It's essential to ensure your horse has access to enough roughage throughout the day. This means feeding hay in multiple small meals or using slow feeders to prevent your horse from eating too quickly and developing digestive problems such as impaction colic. Also, provide extra roughage during colder weather to help your horse maintain their body temperature.
If you have many horses, adjust the amount of hay you're feeding based on the number of horses in the barn. Remember: horses kept in a stable will also require more than horses that have access to pasture grazing. Good-quality hay is absolutely essential for meeting your horse's nutritional needs (we discuss this often in our videos), and it's important to make sure the roughage you're feeding has adequate amounts of fiber, vitamins, and minerals. High-fiber hay is especially important for digestion and maintaining a healthy gut.
Some horses in particular may need extra calories to stay warm during the winter- horses that are older, underweight, or have a thin winter coat may require more calories to maintain their body condition. Feeding a concentrated feed, such as hay pellets, cubes, or beet pulp, can help provide extra calories without overfeeding your horse.
In addition to feeding supplemental roughage, you should also make sure your horse has shelter from wind and rain so they can get out of the elements if they want. Check your horse's water regularly to make sure it hasn't frozen, and provide extra water if necessary to prevent dehydration.
Forage Requirements in Summer: How Much Forage and Roughage Horses will Eat Depends on Their Access to Good Pasture & Fresh Grass
The amount of forage fed to a horse during the summer and winter seasons depends on whether he has access to pasture, the amount and quality of that pasture, droughts, winter temperatures, and hours stalled. Ideally, horses should have 24/7 access to some type of forage but the amount and type may change depending on your horse's individual needs.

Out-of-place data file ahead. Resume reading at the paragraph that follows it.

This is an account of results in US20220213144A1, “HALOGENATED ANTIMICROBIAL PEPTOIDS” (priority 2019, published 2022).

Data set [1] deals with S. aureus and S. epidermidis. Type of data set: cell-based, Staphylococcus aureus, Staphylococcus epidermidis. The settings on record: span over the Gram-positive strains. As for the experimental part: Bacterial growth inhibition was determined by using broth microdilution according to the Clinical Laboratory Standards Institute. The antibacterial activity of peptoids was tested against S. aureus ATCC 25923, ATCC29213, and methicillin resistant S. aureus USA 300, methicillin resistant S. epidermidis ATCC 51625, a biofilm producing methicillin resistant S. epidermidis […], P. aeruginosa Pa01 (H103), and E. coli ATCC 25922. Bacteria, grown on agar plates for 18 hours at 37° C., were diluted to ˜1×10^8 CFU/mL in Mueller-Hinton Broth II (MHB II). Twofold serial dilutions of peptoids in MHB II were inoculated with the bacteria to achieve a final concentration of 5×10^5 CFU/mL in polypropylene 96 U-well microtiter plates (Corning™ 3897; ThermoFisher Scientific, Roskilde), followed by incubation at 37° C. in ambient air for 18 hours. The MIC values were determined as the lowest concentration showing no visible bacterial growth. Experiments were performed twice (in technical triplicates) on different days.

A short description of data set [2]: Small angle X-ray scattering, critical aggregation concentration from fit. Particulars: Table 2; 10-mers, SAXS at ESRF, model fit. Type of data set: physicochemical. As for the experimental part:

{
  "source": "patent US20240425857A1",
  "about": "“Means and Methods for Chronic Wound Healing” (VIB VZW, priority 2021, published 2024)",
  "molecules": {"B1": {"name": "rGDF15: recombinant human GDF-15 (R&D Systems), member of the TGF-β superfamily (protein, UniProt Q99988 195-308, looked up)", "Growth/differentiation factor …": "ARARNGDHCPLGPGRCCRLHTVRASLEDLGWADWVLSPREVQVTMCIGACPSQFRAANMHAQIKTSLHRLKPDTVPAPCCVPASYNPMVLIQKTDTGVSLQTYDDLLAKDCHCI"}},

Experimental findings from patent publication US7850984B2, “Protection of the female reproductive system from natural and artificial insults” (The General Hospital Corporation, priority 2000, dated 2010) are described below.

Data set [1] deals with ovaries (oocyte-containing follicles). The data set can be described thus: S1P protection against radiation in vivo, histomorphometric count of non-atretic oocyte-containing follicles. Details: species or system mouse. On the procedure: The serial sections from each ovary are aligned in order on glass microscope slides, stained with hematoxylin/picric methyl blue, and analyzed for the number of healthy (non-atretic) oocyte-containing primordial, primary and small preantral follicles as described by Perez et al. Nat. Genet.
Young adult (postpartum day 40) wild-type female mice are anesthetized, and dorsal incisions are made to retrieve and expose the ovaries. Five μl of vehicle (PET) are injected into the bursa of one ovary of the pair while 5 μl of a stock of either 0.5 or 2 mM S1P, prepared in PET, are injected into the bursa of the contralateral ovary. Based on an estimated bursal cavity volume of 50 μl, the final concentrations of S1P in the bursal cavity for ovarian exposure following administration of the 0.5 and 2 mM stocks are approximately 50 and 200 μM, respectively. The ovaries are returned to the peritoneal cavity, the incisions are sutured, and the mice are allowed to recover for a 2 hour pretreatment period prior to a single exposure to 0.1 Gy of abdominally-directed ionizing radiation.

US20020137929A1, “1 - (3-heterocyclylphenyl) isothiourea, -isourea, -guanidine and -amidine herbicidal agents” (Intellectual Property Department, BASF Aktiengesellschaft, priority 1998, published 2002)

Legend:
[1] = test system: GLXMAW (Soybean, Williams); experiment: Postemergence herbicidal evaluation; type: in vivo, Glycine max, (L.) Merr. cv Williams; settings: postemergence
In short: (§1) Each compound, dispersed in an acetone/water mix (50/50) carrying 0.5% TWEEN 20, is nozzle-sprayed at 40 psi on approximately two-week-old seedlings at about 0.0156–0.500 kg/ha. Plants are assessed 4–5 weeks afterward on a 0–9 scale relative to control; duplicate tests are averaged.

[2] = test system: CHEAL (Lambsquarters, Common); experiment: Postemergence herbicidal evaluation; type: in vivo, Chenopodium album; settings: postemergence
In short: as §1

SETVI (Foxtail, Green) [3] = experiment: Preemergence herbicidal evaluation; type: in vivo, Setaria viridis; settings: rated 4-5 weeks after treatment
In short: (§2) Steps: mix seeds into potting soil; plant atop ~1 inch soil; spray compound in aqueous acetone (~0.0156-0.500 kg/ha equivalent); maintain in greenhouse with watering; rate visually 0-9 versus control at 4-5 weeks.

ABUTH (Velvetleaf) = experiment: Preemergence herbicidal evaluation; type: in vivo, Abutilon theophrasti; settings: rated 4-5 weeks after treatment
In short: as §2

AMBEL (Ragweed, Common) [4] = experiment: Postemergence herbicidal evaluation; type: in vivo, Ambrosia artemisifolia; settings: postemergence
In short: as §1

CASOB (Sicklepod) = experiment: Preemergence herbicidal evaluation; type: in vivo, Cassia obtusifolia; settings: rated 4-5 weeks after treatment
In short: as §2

Horses that have access to grazing pasture will need more hay in the winter months when pasture grass may be scarce or dies off. Hay provides a source of roughage that is important for maintaining digestive health, especially in the winter when pasture grass may be covered with snow or frozen. Providing enough hay during the winter can help prevent digestive problems such as colic and maintain a healthy body weight. Horses in warmer climates may require fewer calories to maintain weight and meet the nutritional requirements.
In summer months, horses may not need as much hay if they have access to ample pasture grass. However, if the grass is scarce or of poor quality (mostly weeds), or if the horse is older, working hard, pregnant, or lactating, they may still need additional hay. Each horse is different and their hay needs can vary depending on a variety of factors, including age, body condition, activity level, and health status.
In conclusion, forage is a critical part of a horse's diet that should be available at all times. Meeting your horse's nutritional needs through a balanced diet of good-quality hay and pasture grazing is the best way to keep your horse healthy. Make sure to provide enough forage to maintain body weight and condition, and supplement with higher calorie feeds in cold weather conditions. By considering the nutrient requirements and digestibility of the forage being fed, horse owners can ensure their equine friend stays happy and healthy year-round. Contact us for a free nutritional consultation for your horse today.